Her Tamil literary successes could never be translated, could never find meaning outside this narrow space that was estranged to me as well as my close surrounding. When non-Tamils friends asked me, I sometimes dared to tell them that my mother writes poetry and short stories, or used to, but I hardly ever said, ‘she is a writer’. I said she is a poet, but not a writer. I thought the weight of the term writer was too large, too heavy to use, to unwieldy for me to ‘justify’ its use to describe my mother. She was a writer, ‘but’ a Tamil language one. ‘Does that even exist?’ I sometimes thought I read on others lips. ‘You’ve a literary culture?’ is what I could often hear between their words. What value does it produce for ‘world literature’? Can I read her? No, well, then she isn’t a writer. Or it’s just a pity. Can she live off her writing? No? So she cleans? She is a cleaner then, isn’t she? I reacted by increasingly muting, censoring and removing the words writer and poet from my vocabulary.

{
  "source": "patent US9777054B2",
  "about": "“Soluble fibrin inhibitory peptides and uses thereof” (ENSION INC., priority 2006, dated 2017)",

When my mother started to write in the mid ‘90s, I began to walk through life differently. Ashamed of what our lives had become in exile, I felt that her creative talents elevated us, reformed us and helped us to resist the racist, casteist gaze that followed us throughout life. My mother was a writer to me and I encouraged her to write not just for herself but for all of us. With each piece she read out on Tamil radio stations, with each piece printed, reviewed and acclaimed, I felt we gained in weight – we gained in dignity. We reclaimed what people took away from us. Our mother did it for herself, for all of us. I remember how much it meant to me to watch my mother at night, after going to work, after cooking for us, cleaning after us, teaching us, sitting at the kitchen table until 3AM or 4AM at a table covered with sheets of white paper with words written, crossed out and rewritten in a language I never mastered. After these long writing sessions she was, to my surprise, never tired, but instead full of life before embarking for another shift of work. She would ask me about my opinions, she would ask me to sit and listen to her read. I sometimes understood, I sometimes didn’t. Sometimes she had to translate a word for me, sometimes I crankily told her that ‘I’m not a baby, you don’t need to translate this for me.’ Yet she translated, she felt the need to translate whether needed or not, wanted or not. She understood that translation is crucial for her work to be recognized, for her to be recognized by almost everyone. Including her children and herself.